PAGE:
3. My son who at age 5 years has not yet learned how to swim jumped into the pool without his lifejacket necessitating this freaked out mama jumping in after (fully clothed) to pull him out. He had gotten out of the water to use the bathroom and in his excitement, forgot to put his lifejacket back on. There was lots of yelling (mine -- some swearing and general terror) and crying (both of ours) but then he was back in the water. (Interesting side note: I always wondered what I'd say when I thought I saw death peering at me. Apparently it's "God damn it!" -- repeatedly and VERY loud. Shame on me). 
4. Our friends' garage door was bent and rendered unusable as we backed out of the drive to take the families to the water park. 
5. While waiting for the daddies to figure out how to close the door so we could leave, tweaked my back, making carrying children rather uncomfortable for the rest of the day.
6. Finally, and here's the big one, at the water park, my 2 year old had an apparent seizure. Another freak out moment for this mama. We had our first ride in an ambulance and after several hours and blood tests, CT scans and urinalysis, we got the good news that nothing appeared wrong and that likely she had experienced a seizure. I don't know about you, that still feels really scary! Fortunately, shortly after arriving at the hospital, she perked up and by the time we left, it was hard to believe anything had been wrong. Except for the poor blown up veins in her hands and arms. This time, no swearing and shouting (score one point, mama!).

I suppose like all mamas, I have a real dread of any harm coming to my children. They are so vulnerable and the forces that could align to do them injury so numerous -- illness, random accidents, deliberate acts, etc. After my son was born, I remember watching the news/TV in general in tears because every story seemed to highlight the many ways that children could be lost or hurt in our world. And there was this sense that all children, in some mysterious way, were now mine to worry and care about. As if caring about the child taken from its parents across the country or the families lost in various natural disasters represented the vulnerability not just of all life but of my children's specifically. Does this make any sense? So this weekend was a triple punch to my sense of mortality and the fragility of my still very young children.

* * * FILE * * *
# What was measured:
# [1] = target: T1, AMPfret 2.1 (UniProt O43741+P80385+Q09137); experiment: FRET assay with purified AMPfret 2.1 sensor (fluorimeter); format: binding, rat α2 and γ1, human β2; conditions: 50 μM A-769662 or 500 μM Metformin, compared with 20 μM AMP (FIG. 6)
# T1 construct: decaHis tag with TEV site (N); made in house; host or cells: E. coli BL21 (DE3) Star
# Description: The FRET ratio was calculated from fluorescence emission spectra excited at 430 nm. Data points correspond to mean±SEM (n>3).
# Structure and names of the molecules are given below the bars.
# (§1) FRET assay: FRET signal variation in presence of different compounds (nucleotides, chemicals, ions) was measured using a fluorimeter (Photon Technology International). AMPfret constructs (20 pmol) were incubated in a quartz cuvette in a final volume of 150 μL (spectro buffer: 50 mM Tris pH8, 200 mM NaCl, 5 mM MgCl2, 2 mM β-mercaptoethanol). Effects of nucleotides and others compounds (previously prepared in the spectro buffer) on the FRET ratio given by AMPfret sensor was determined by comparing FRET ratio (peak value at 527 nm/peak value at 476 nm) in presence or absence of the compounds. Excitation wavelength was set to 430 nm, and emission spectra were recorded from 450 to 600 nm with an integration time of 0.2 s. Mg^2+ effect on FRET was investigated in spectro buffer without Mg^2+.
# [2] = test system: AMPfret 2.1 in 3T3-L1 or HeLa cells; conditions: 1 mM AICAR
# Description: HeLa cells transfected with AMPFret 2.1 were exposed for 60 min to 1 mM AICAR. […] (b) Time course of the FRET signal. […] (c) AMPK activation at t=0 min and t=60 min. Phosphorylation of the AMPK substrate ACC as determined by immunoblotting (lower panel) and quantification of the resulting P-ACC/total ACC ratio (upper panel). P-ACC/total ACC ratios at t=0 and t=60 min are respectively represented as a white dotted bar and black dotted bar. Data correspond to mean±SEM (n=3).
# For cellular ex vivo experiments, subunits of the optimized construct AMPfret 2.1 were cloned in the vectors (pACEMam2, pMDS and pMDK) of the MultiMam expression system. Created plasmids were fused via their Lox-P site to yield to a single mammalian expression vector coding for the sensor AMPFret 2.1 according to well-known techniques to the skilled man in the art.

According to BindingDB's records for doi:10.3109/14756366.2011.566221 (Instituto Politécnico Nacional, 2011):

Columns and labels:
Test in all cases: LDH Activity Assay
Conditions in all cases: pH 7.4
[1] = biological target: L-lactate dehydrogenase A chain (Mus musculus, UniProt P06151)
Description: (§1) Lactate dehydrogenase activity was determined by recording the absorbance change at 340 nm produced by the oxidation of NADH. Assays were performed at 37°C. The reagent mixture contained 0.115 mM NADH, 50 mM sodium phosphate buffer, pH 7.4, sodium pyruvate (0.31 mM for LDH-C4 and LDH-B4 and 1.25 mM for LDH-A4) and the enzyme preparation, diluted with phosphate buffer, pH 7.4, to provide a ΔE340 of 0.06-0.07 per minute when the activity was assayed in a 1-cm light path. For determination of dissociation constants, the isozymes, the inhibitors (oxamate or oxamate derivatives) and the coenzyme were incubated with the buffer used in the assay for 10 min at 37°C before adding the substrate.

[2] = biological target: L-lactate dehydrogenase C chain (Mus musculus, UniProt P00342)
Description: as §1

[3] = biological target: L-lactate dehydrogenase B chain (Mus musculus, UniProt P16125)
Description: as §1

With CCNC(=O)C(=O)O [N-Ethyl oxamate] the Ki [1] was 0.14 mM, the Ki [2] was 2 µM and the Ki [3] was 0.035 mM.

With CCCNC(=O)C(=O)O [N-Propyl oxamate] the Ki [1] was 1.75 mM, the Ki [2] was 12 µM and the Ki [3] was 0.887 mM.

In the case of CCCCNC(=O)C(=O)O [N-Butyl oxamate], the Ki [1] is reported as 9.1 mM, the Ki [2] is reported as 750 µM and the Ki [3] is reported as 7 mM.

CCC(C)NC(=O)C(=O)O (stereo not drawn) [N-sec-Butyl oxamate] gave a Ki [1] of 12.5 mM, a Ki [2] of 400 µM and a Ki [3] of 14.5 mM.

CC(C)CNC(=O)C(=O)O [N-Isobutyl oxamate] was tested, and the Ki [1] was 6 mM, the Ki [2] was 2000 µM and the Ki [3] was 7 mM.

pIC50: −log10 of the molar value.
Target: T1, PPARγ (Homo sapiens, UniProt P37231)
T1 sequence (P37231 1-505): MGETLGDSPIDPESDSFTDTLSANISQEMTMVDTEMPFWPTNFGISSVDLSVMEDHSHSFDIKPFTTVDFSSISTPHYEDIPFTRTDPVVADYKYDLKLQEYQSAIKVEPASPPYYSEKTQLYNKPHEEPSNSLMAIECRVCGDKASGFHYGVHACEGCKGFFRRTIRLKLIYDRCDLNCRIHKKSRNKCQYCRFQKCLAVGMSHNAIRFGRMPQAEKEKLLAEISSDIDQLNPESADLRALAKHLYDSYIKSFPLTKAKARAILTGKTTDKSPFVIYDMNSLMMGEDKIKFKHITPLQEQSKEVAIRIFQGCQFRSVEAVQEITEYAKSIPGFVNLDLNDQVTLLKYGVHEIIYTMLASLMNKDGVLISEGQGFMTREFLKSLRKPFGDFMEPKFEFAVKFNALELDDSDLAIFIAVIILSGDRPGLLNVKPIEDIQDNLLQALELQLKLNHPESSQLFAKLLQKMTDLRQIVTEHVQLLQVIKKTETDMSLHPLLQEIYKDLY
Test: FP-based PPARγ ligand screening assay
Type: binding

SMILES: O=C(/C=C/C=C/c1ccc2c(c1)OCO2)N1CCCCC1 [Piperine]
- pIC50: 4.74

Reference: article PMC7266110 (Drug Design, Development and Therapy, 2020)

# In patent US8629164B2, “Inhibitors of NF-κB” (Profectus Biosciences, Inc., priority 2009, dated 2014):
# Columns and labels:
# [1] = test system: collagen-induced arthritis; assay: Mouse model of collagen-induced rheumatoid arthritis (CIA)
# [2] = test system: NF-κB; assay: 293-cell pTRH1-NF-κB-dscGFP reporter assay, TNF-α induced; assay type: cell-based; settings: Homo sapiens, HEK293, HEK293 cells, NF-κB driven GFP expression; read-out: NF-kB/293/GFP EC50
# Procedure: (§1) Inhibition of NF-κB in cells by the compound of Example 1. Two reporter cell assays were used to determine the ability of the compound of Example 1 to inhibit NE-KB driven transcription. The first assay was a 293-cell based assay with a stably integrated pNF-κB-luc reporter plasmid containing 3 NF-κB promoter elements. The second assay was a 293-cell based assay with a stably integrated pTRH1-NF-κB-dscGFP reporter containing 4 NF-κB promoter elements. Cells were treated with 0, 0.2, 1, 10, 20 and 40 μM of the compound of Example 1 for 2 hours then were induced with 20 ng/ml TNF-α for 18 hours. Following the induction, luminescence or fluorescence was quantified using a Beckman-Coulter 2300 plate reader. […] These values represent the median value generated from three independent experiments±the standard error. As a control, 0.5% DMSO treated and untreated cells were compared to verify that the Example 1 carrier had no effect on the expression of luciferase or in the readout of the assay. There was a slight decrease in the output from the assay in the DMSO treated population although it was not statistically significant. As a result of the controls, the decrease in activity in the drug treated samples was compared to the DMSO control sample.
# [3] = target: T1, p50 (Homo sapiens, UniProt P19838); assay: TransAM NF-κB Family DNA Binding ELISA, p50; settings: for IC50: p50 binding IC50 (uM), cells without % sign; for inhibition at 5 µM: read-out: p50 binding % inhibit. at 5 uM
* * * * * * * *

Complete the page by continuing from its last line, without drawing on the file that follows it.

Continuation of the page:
I am a very careful mom, neurotic, really. My children rarely leave my sight when I'm home with them and my house is about as baby proof as it's possible to be and yet -- and yet my son would have/could have drowned and there was nothing I could do to predict or prevent my daughter's strange episode. It's enough to drive you crazy! This helplessness . . . 

Despite the traumas, the trip was still a success. What I had most looked forward to was time to talk with my friend, Dannie. And somehow we managed some quality heart-to-hearts in the midst of childcare, meal prep and general mayhem of 5 excitable, sun-weary children. I had gone to the hospital in the ambulance with my daughter, alone. And next to my husband, there is no one I would have rather seen walk into the exam room then Dannie. The doctor asked if we were sisters and commented on the similarities she saw in our expression which is funny as in many ways, we are physical opposites of each other but our hearts are quite similar. Ending a visit with her and her family is always hard, with promises of another visit soon. 

Jinxed? I don't know but my friend Dannie says that perhaps we were lucky, in an odd way. That if these things were to happen, they happened where we knew we could count on the love and support of our friends. The pic in this post is of a figurine by Willow Tree that Dannie gave to me. It sits on shelf in my kitchen, where I am reminded of our friendship often. 

I'm off to take my tiny tot to the doc to discuss whether more tests are needed. Think happy and safe and healthy thoughts for her! 

Sunday, July 13, 2008

Testing out my "Green Thumb" and Creativity